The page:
What is My ‘DLI’ and What Does It Mean to My Social Security Disability Case in Illinois?
In your Social Security Disability case, there are lots of key dates and other pieces of vital information that will be essential elements of the evidence you provide to the Social Security Administration. Keeping up with all of them is extremely important because an error with any one of them can be the thing that trips up your Social Security Disability case and leads to your receiving no benefits. Don’t let that happen to you. Make sure you have effective and detail-oriented Chicago Social Security Disability counsel handling your case for you.
DLI, which stands for “date last insured,” is one of those key pieces of information, and it was at the center of one case recently decided by the federal appeals court here in Chicago. In that case, K.M. was diagnosed with lupus. Over the years, K.M.’s lupus caused deterioration in his mental functioning and motor speed. K.M. filed for Social Security Disability benefits based on his lupus along with other problems.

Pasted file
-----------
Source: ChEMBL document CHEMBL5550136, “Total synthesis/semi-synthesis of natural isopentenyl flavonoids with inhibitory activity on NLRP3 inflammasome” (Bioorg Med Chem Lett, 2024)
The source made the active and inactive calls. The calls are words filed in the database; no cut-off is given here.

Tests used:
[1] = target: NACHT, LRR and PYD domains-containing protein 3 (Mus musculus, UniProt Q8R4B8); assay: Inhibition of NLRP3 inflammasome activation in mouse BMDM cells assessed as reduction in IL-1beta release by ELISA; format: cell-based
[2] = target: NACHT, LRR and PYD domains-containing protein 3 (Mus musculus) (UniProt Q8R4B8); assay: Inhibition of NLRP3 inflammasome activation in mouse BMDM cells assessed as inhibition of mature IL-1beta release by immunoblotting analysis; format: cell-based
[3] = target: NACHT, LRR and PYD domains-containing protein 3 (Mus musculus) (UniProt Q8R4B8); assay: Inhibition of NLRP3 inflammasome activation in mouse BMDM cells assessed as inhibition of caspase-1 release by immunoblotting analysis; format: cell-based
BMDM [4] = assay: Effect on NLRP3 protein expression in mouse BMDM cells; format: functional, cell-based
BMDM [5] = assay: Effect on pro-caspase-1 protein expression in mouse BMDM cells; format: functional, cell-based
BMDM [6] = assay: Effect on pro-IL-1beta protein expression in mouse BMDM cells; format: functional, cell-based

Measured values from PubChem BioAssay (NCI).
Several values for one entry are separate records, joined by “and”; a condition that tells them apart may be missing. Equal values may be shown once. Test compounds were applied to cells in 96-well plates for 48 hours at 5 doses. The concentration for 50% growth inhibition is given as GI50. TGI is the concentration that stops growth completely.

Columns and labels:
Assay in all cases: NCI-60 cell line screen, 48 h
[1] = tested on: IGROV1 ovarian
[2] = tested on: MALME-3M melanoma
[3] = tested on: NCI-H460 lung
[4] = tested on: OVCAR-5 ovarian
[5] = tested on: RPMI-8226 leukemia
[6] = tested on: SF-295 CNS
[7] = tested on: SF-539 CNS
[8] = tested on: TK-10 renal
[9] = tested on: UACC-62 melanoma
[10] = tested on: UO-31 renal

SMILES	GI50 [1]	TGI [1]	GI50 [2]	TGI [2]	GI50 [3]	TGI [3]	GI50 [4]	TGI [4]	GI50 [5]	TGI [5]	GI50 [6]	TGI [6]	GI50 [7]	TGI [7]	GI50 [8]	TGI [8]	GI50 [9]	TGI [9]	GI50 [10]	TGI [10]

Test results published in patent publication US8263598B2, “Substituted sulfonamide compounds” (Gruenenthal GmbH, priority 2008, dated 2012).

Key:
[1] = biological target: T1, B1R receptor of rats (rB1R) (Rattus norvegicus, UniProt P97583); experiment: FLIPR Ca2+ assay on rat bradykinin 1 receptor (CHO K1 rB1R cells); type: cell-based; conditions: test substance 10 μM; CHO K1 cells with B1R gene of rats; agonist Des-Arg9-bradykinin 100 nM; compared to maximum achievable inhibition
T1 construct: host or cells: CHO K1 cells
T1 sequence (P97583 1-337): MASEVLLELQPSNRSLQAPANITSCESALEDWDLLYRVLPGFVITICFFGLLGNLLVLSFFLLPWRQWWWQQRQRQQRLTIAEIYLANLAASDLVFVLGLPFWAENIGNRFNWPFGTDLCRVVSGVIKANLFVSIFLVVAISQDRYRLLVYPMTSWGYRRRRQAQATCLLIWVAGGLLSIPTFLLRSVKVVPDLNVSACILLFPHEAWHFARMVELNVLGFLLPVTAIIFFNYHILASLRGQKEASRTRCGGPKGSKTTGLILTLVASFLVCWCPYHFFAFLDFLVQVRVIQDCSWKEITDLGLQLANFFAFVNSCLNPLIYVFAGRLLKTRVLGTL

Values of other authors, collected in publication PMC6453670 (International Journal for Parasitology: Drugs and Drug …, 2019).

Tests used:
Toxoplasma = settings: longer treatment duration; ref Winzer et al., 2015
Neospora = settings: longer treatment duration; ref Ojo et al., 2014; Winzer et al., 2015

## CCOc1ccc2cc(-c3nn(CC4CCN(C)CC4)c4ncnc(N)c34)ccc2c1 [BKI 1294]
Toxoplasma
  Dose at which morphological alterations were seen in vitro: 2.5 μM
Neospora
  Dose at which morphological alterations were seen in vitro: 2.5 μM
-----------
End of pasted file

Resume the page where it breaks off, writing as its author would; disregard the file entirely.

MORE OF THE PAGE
A Social Security Disability claimant’s DLI is extremely important for a number of reasons. One of those is that it may limit the medical evidence you can use in your case. If a medical opinion is composed after your DLI and is based on symptoms that you did not exhibit until after your DLI, then it can be disregarded in determining your eligibility for Social Security Disability benefits. In ruling against K.M., the ALJ assigned to his case refused to consider several of K.M.’s supporting medical documents, including two reports from a neurologist and an opinion provided by a counselor, precisely because each of them was created after K.M.’s DLI.